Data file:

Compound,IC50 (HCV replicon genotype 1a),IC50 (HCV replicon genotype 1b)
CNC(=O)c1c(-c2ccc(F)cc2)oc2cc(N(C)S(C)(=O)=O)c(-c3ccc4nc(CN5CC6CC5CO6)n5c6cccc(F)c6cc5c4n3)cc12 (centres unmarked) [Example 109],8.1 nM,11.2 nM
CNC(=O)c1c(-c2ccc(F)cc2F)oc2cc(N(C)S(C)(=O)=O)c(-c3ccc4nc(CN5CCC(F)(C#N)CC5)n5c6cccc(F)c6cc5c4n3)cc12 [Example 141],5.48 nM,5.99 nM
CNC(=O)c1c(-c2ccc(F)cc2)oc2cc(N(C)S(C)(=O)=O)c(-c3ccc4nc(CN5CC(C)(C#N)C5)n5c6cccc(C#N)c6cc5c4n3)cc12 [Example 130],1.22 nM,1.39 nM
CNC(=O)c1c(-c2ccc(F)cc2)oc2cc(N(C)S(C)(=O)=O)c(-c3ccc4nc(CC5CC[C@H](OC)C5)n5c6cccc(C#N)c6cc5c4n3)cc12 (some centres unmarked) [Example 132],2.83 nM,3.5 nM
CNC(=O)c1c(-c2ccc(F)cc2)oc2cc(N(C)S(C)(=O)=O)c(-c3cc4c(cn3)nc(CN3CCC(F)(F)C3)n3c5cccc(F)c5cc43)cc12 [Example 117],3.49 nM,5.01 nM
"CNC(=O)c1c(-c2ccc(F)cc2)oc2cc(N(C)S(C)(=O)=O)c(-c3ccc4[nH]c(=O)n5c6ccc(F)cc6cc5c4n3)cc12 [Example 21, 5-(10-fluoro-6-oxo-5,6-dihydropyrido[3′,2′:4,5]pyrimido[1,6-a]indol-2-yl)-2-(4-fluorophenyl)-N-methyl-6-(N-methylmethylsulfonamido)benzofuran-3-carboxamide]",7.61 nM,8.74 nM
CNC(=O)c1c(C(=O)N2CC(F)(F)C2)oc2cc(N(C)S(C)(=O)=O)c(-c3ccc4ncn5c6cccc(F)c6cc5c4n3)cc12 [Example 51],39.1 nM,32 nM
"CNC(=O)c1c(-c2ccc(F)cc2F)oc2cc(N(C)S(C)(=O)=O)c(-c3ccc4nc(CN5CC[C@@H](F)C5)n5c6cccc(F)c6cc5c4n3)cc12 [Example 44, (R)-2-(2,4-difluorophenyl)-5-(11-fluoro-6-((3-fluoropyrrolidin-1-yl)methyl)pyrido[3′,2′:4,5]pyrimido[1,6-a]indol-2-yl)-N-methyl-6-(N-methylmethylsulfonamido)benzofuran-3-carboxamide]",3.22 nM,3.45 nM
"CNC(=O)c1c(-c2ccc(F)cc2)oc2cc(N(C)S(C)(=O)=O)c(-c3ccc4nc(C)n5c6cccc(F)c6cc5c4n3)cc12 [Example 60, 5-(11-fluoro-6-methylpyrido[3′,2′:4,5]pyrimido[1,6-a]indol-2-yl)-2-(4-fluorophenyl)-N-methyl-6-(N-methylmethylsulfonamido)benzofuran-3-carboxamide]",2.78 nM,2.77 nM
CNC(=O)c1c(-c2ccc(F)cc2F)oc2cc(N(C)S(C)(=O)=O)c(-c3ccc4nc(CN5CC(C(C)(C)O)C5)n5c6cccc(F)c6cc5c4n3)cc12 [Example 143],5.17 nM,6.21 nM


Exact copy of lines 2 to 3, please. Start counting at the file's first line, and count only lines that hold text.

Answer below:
CNC(=O)c1c(-c2ccc(F)cc2)oc2cc(N(C)S(C)(=O)=O)c(-c3ccc4nc(CN5CC6CC5CO6)n5c6cccc(F)c6cc5c4n3)cc12 (centres unmarked) [Example 109],8.1 nM,11.2 nM
CNC(=O)c1c(-c2ccc(F)cc2F)oc2cc(N(C)S(C)(=O)=O)c(-c3ccc4nc(CN5CCC(F)(C#N)CC5)n5c6cccc(F)c6cc5c4n3)cc12 [Example 141],5.48 nM,5.99 nM